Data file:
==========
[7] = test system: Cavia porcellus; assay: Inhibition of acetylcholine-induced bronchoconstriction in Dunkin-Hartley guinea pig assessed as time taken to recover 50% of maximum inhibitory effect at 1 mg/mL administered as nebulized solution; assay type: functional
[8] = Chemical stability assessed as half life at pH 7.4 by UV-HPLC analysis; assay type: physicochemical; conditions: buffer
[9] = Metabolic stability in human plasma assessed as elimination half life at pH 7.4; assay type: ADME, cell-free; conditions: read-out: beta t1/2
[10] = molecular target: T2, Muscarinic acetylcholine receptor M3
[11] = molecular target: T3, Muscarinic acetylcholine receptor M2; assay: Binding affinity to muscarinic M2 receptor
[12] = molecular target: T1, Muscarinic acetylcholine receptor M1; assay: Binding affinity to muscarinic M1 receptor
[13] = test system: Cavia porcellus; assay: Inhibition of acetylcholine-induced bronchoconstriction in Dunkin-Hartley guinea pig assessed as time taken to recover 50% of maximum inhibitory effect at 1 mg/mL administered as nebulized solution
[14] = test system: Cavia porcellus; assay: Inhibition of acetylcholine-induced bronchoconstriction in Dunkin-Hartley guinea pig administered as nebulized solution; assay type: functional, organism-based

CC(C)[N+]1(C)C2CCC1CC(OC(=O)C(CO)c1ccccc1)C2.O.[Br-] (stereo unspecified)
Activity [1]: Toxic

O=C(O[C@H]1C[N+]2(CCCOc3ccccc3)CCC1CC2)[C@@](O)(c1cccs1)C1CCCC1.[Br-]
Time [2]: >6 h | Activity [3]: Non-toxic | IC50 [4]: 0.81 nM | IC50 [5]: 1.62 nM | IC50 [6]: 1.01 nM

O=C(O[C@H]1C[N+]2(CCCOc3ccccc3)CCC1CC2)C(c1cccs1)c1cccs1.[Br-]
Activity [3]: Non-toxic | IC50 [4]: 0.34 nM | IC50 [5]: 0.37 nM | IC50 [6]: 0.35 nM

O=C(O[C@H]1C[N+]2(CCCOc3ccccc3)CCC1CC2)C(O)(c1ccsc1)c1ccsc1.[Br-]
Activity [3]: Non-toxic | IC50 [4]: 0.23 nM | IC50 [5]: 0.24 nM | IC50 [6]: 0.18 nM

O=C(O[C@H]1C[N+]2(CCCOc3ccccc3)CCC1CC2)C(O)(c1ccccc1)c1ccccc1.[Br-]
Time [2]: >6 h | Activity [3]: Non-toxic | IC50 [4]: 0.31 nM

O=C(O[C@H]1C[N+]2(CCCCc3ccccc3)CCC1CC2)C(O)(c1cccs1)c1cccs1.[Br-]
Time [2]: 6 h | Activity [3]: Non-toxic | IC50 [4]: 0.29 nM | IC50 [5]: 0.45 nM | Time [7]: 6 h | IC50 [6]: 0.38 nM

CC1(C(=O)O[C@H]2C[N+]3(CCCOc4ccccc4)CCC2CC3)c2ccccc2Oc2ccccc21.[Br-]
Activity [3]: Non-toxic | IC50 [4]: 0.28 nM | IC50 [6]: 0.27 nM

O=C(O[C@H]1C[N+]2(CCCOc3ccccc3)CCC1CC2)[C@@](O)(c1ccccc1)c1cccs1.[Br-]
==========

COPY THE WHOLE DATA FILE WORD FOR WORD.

[7] = test system: Cavia porcellus; assay: Inhibition of acetylcholine-induced bronchoconstriction in Dunkin-Hartley guinea pig assessed as time taken to recover 50% of maximum inhibitory effect at 1 mg/mL administered as nebulized solution; assay type: functional
[8] = Chemical stability assessed as half life at pH 7.4 by UV-HPLC analysis; assay type: physicochemical; conditions: buffer
[9] = Metabolic stability in human plasma assessed as elimination half life at pH 7.4; assay type: ADME, cell-free; conditions: read-out: beta t1/2
[10] = molecular target: T2, Muscarinic acetylcholine receptor M3
[11] = molecular target: T3, Muscarinic acetylcholine receptor M2; assay: Binding affinity to muscarinic M2 receptor
[12] = molecular target: T1, Muscarinic acetylcholine receptor M1; assay: Binding affinity to muscarinic M1 receptor
[13] = test system: Cavia porcellus; assay: Inhibition of acetylcholine-induced bronchoconstriction in Dunkin-Hartley guinea pig assessed as time taken to recover 50% of maximum inhibitory effect at 1 mg/mL administered as nebulized solution
[14] = test system: Cavia porcellus; assay: Inhibition of acetylcholine-induced bronchoconstriction in Dunkin-Hartley guinea pig administered as nebulized solution; assay type: functional, organism-based

CC(C)[N+]1(C)C2CCC1CC(OC(=O)C(CO)c1ccccc1)C2.O.[Br-] (stereo unspecified)
Activity [1]: Toxic

O=C(O[C@H]1C[N+]2(CCCOc3ccccc3)CCC1CC2)[C@@](O)(c1cccs1)C1CCCC1.[Br-]
Time [2]: >6 h | Activity [3]: Non-toxic | IC50 [4]: 0.81 nM | IC50 [5]: 1.62 nM | IC50 [6]: 1.01 nM

O=C(O[C@H]1C[N+]2(CCCOc3ccccc3)CCC1CC2)C(c1cccs1)c1cccs1.[Br-]
Activity [3]: Non-toxic | IC50 [4]: 0.34 nM | IC50 [5]: 0.37 nM | IC50 [6]: 0.35 nM

O=C(O[C@H]1C[N+]2(CCCOc3ccccc3)CCC1CC2)C(O)(c1ccsc1)c1ccsc1.[Br-]
Activity [3]: Non-toxic | IC50 [4]: 0.23 nM | IC50 [5]: 0.24 nM | IC50 [6]: 0.18 nM

O=C(O[C@H]1C[N+]2(CCCOc3ccccc3)CCC1CC2)C(O)(c1ccccc1)c1ccccc1.[Br-]
Time [2]: >6 h | Activity [3]: Non-toxic | IC50 [4]: 0.31 nM

O=C(O[C@H]1C[N+]2(CCCCc3ccccc3)CCC1CC2)C(O)(c1cccs1)c1cccs1.[Br-]
Time [2]: 6 h | Activity [3]: Non-toxic | IC50 [4]: 0.29 nM | IC50 [5]: 0.45 nM | Time [7]: 6 h | IC50 [6]: 0.38 nM

CC1(C(=O)O[C@H]2C[N+]3(CCCOc4ccccc4)CCC2CC3)c2ccccc2Oc2ccccc21.[Br-]
Activity [3]: Non-toxic | IC50 [4]: 0.28 nM | IC50 [6]: 0.27 nM

O=C(O[C@H]1C[N+]2(CCCOc3ccccc3)CCC1CC2)[C@@](O)(c1ccccc1)c1cccs1.[Br-]